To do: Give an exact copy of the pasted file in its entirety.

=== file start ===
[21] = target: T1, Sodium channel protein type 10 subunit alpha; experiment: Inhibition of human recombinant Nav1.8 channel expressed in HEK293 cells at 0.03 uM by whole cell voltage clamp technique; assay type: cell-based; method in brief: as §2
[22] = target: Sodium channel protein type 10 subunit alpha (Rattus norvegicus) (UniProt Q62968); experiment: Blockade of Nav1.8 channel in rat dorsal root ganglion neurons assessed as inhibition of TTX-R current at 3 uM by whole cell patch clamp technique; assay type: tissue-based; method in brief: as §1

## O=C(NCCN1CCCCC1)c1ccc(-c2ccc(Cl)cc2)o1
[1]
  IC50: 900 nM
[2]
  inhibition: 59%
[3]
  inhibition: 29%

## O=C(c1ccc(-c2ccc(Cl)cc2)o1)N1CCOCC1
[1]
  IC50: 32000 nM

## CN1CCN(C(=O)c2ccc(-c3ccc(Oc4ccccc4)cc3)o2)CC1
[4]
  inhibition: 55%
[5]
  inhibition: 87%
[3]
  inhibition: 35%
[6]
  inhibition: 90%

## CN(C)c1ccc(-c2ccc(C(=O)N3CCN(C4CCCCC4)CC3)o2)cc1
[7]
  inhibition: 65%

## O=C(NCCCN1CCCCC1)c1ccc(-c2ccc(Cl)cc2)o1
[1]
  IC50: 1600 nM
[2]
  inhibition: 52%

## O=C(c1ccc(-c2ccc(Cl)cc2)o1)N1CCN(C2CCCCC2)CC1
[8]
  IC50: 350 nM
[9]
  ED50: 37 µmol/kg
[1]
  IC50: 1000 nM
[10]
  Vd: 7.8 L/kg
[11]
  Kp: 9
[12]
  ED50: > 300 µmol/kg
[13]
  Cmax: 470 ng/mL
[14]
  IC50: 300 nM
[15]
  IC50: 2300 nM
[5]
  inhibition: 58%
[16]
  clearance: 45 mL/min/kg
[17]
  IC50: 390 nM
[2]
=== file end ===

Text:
[21] = target: T1, Sodium channel protein type 10 subunit alpha; experiment: Inhibition of human recombinant Nav1.8 channel expressed in HEK293 cells at 0.03 uM by whole cell voltage clamp technique; assay type: cell-based; method in brief: as §2
[22] = target: Sodium channel protein type 10 subunit alpha (Rattus norvegicus) (UniProt Q62968); experiment: Blockade of Nav1.8 channel in rat dorsal root ganglion neurons assessed as inhibition of TTX-R current at 3 uM by whole cell patch clamp technique; assay type: tissue-based; method in brief: as §1

## O=C(NCCN1CCCCC1)c1ccc(-c2ccc(Cl)cc2)o1
[1]
  IC50: 900 nM
[2]
  inhibition: 59%
[3]
  inhibition: 29%

## O=C(c1ccc(-c2ccc(Cl)cc2)o1)N1CCOCC1
[1]
  IC50: 32000 nM

## CN1CCN(C(=O)c2ccc(-c3ccc(Oc4ccccc4)cc3)o2)CC1
[4]
  inhibition: 55%
[5]
  inhibition: 87%
[3]
  inhibition: 35%
[6]
  inhibition: 90%

## CN(C)c1ccc(-c2ccc(C(=O)N3CCN(C4CCCCC4)CC3)o2)cc1
[7]
  inhibition: 65%

## O=C(NCCCN1CCCCC1)c1ccc(-c2ccc(Cl)cc2)o1
[1]
  IC50: 1600 nM
[2]
  inhibition: 52%

## O=C(c1ccc(-c2ccc(Cl)cc2)o1)N1CCN(C2CCCCC2)CC1
[8]
  IC50: 350 nM
[9]
  ED50: 37 µmol/kg
[1]
  IC50: 1000 nM
[10]
  Vd: 7.8 L/kg
[11]
  Kp: 9
[12]
  ED50: > 300 µmol/kg
[13]
  Cmax: 470 ng/mL
[14]
  IC50: 300 nM
[15]
  IC50: 2300 nM
[5]
  inhibition: 58%
[16]
  clearance: 45 mL/min/kg
[17]
  IC50: 390 nM
[2]